Foxtail Lilies are grown from tuberous roots that in themselves have a unique shape, they sort of remind me of star fish.

Fall is the time when the roots are planted, so you have some time to track some down and get them ordered.  We got ours from K. van Bourgondien and Sons  (dutchbulbs.com).

There is one thing I would recommend when planting your Foxtail Lily this fall, and that is to mulch them well. They are a little weak getting started the first fall.  However, after that, they thrive here in southern Michigan.

So, put Eremurus  on your fall ” must-buy list”.

Bob

Longer Lasting Lilac Blossoms

It seems that the Lilacs are producing many more blooms than normal this year. Apparently the long, cold winter didn’t bother them at all.

This means there are so many more blossoms to cut for inside the house. Inside you can enjoy a close-up look at the flowers and smell their wonderful scent!

We have three varieties of Lilacs on the property to choose from; white, dark purple and traditional Lilac color. Each one has a slightly different smell. Placing all three together in a vase like this gives you a really complex aroma to enjoy.

Now, Lilacs differ from many other cut flowers in that they  flower on woody branches. This changes how they are handled after cutting.

The more water a flower stem takes in, the fresher and longer lasting it stays. To accomplish this, gardeners have discovered a little trick for cut Lilacs.

Start by snipping the stem to its final length, one that fits the size of vase. Then take a pair of pliers and crush the cut end of the stem and place the stem immediately into the water. This helps water to move up into the stem where it is most needed.

Cut Lilacs are not the longest lasting cut flower by any means, but by using this simple trick, you can enjoy them for a bit longer.

Bob

Easter Lily Care and Re-bloom

 

I have found that there are two different groups of people when it comes to caring for an Easter lily after Easter.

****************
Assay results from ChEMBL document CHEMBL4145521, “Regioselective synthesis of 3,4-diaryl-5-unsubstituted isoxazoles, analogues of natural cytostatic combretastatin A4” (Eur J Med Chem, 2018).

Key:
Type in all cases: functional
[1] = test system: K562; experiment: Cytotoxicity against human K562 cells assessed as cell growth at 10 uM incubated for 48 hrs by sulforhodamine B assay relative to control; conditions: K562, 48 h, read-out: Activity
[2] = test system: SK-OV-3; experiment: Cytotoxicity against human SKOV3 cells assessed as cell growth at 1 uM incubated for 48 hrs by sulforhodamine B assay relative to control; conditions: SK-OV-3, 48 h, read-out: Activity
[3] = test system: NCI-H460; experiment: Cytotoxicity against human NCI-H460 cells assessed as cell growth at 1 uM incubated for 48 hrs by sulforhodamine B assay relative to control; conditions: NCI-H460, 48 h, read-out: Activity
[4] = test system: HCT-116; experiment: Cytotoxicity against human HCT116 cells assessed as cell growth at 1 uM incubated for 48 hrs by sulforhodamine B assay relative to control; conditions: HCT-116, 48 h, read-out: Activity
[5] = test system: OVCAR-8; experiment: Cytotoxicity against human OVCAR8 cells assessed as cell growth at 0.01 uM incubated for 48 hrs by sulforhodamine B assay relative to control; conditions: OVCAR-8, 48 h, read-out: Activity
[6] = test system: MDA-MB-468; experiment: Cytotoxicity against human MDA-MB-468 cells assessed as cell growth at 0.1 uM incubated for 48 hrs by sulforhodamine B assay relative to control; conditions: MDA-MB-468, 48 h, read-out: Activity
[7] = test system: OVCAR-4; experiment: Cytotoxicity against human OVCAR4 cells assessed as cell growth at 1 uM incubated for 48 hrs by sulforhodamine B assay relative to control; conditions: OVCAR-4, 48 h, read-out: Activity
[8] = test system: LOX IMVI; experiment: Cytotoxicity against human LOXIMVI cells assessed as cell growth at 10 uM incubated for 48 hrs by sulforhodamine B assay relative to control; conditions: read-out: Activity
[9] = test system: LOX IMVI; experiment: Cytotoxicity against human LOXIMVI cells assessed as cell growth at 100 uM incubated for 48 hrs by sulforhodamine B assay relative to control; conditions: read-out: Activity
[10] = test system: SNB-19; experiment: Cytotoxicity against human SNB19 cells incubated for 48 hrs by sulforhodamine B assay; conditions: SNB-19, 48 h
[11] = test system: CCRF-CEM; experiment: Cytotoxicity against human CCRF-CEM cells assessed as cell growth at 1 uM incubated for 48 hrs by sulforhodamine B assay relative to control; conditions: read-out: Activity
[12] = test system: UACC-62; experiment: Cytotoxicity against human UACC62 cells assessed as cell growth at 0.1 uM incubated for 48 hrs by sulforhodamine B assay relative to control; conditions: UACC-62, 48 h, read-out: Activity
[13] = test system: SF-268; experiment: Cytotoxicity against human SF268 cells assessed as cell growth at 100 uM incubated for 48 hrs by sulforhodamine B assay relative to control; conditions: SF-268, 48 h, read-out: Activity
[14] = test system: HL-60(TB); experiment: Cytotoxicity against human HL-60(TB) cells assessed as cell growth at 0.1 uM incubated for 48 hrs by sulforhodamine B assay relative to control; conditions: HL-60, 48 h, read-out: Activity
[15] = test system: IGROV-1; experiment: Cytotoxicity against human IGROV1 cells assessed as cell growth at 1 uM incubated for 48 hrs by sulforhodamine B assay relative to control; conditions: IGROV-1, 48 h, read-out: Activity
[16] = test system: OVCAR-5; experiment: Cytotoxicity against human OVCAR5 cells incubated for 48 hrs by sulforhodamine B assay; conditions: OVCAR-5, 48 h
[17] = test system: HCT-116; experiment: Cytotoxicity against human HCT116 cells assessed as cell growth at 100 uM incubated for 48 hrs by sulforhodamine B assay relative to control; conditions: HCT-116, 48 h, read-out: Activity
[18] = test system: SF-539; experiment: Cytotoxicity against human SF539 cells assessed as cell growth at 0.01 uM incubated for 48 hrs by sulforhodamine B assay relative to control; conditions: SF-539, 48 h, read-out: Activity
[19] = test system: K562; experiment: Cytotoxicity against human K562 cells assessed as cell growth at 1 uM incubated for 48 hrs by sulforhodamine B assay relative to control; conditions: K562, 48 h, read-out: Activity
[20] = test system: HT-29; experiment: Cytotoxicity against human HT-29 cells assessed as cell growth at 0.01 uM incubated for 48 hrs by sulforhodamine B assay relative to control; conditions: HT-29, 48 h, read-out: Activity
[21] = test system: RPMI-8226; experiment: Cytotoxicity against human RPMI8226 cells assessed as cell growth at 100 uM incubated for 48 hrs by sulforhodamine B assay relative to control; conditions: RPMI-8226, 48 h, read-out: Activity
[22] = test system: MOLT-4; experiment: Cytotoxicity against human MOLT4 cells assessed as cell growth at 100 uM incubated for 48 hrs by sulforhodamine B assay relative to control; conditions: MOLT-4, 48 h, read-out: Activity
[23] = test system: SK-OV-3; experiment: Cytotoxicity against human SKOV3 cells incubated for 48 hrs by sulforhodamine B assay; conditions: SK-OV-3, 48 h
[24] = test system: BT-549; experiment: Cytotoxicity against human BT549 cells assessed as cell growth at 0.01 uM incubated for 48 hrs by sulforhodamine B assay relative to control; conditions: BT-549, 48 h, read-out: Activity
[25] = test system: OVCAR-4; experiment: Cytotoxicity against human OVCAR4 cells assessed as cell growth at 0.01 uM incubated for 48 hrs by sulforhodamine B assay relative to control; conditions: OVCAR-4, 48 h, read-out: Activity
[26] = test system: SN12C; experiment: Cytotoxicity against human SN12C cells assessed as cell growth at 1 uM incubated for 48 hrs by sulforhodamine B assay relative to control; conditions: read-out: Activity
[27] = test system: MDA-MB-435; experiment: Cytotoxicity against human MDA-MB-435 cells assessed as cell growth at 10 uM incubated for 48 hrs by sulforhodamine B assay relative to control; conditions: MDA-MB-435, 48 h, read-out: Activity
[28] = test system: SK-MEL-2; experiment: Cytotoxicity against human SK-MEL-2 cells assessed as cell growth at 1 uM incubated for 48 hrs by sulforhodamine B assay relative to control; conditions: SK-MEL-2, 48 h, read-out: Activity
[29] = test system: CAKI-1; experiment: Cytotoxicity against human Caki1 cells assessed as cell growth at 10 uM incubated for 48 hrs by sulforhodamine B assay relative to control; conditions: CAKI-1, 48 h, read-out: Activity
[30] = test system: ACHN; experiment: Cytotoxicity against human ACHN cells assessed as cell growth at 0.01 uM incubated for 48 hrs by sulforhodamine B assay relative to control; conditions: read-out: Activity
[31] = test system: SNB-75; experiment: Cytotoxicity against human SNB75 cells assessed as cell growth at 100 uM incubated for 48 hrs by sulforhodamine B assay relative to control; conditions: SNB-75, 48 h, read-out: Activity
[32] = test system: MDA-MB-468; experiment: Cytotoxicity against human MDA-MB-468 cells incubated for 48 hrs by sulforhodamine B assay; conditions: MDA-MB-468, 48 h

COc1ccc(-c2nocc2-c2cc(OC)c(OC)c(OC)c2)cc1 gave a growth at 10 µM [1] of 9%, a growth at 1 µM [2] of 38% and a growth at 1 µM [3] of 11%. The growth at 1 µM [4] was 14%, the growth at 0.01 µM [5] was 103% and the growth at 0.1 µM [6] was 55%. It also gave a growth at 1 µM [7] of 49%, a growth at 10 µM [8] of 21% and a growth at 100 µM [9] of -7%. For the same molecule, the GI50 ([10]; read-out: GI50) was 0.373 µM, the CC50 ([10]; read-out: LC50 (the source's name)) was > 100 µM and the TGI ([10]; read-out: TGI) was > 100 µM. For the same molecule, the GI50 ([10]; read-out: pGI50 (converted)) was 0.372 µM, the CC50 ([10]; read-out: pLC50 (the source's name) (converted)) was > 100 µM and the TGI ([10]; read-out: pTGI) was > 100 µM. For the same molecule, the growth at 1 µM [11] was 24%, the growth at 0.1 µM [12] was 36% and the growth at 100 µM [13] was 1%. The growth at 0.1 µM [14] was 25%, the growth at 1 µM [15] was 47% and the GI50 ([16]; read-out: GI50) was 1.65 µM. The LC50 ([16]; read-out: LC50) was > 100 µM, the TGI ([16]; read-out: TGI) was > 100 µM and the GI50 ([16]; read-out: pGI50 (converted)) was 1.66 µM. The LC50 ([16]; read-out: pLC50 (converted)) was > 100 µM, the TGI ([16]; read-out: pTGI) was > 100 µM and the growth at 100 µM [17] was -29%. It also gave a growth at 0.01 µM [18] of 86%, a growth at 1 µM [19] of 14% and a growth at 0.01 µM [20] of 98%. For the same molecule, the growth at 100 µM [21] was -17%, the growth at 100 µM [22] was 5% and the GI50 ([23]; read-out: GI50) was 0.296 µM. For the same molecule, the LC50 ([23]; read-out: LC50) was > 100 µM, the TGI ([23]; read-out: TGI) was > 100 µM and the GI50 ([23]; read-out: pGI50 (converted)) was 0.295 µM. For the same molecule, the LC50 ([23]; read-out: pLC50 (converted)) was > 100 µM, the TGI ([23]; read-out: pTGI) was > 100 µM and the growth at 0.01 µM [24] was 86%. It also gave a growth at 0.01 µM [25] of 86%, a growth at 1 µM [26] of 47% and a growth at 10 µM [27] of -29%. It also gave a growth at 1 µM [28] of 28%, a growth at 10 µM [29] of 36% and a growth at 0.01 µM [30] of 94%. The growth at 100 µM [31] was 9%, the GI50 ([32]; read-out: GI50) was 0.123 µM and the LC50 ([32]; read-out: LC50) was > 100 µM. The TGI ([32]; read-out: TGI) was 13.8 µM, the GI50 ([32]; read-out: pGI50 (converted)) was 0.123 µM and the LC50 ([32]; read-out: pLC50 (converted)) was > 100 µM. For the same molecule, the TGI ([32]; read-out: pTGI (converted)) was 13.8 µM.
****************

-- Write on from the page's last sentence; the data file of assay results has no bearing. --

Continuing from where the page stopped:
One group of  simply let their Lily “run its  course” and then toss it away after it starts to fade. Most of these folks probably water the plant once or twice and then let it go.

On the other side of the equation is a group of people who would like to keep their Lily blooming as long as possible and maybe even save it for next year. Since you are reading this post, I’ll assume you belong to the second group and are interested in getting the most out of your Lily.

Easter Lilies like to be in a cool bright spot when they are inside a house. So, if you have a choice where to place it, choose the cooler spot away from any heating vents jut as long as it gets light from the window. Don’t worry too much about it though.

More important than location is watering. Since most Easter Lilies come with a pot wrapper, it is easy to kill a Lily with too much water.  The wrapper will trap water and not allow it to drain away, this will cause the roots to become water-logged and eventually die. This is the most common mistake people make in caring for their Lily. Be sure to dump out the excess water that drains into the wrapper after watering.

Cut off the blossoms as they fade. Once all the blossoms have come and gone, just care for it like a house plant. Feel the soil with your finger to get an idea how dry it is. The top of the soil should look and feel dry before watering again. 

I also like to pick up the pot and feel how much it weighs, a dry pot will feel quite a bit lighter than a wet or damp pot.

Sometime around Memorial Day, plant the Lily into a flower bed or other area with good soil and sunlight.

Sometimes the existing stalk will die back. When this happens, the Lily bulb will send up a new shoot and continue growing through the summer.

Then in the following year your Lily will surprise you with blossoms in July. They always surprise me because I usually forget that I planted them there until they bloom.

They don’t naturally bloom during Easter, we have to give them special conditions in a greenhouse to force them to do that. Forcing Easter Lilies is a complicated procedure. We force over 200 Lilies every year. It’s fun but also a challenge because Easter Sunday changes from year to year!

There’s no Federal law saying you have to save your Lily (at least not yet ;))  but it is easy to do and a lot of fun.

Bob